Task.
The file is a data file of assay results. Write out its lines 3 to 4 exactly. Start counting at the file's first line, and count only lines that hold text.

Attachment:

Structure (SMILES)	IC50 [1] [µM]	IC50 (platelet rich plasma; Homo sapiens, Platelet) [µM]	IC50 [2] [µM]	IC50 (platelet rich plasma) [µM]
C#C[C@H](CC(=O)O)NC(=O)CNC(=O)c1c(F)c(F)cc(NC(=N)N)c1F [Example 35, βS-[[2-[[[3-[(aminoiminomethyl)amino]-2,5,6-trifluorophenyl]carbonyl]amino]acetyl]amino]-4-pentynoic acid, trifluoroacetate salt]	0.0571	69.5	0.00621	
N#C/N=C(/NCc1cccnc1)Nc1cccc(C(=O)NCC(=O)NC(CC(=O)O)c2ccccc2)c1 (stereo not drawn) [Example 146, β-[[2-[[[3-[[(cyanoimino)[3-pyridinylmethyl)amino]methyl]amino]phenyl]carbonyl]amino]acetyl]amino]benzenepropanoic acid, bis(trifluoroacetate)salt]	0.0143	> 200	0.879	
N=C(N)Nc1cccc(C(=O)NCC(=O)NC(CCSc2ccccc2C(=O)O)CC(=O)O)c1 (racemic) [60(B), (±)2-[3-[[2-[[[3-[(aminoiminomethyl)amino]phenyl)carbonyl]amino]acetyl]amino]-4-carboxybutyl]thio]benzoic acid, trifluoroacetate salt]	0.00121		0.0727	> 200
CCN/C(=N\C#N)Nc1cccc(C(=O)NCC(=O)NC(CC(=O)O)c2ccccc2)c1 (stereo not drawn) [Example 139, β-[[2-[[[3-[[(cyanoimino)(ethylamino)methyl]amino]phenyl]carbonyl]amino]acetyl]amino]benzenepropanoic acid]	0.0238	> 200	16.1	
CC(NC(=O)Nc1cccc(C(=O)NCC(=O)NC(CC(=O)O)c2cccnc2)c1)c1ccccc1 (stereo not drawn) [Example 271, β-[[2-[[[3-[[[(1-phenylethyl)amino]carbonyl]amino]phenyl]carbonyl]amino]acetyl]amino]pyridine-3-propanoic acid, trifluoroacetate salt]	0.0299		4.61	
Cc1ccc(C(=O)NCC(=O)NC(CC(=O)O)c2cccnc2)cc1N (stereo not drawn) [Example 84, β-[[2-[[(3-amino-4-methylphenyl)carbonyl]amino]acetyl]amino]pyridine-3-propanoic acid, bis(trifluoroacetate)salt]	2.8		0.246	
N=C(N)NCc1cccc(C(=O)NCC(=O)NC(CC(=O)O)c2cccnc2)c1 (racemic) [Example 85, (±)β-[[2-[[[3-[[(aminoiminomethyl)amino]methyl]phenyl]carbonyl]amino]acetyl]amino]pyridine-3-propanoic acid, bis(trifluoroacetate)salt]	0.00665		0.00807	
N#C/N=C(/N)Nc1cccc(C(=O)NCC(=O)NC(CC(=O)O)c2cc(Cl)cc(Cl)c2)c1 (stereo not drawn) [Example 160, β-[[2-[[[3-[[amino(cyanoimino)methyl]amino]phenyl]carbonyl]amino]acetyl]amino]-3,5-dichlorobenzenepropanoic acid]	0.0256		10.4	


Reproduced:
N#C/N=C(/NCc1cccnc1)Nc1cccc(C(=O)NCC(=O)NC(CC(=O)O)c2ccccc2)c1 (stereo not drawn) [Example 146, β-[[2-[[[3-[[(cyanoimino)[3-pyridinylmethyl)amino]methyl]amino]phenyl]carbonyl]amino]acetyl]amino]benzenepropanoic acid, bis(trifluoroacetate)salt]	0.0143	> 200	0.879	
N=C(N)Nc1cccc(C(=O)NCC(=O)NC(CCSc2ccccc2C(=O)O)CC(=O)O)c1 (racemic) [60(B), (±)2-[3-[[2-[[[3-[(aminoiminomethyl)amino]phenyl)carbonyl]amino]acetyl]amino]-4-carboxybutyl]thio]benzoic acid, trifluoroacetate salt]	0.00121		0.0727	> 200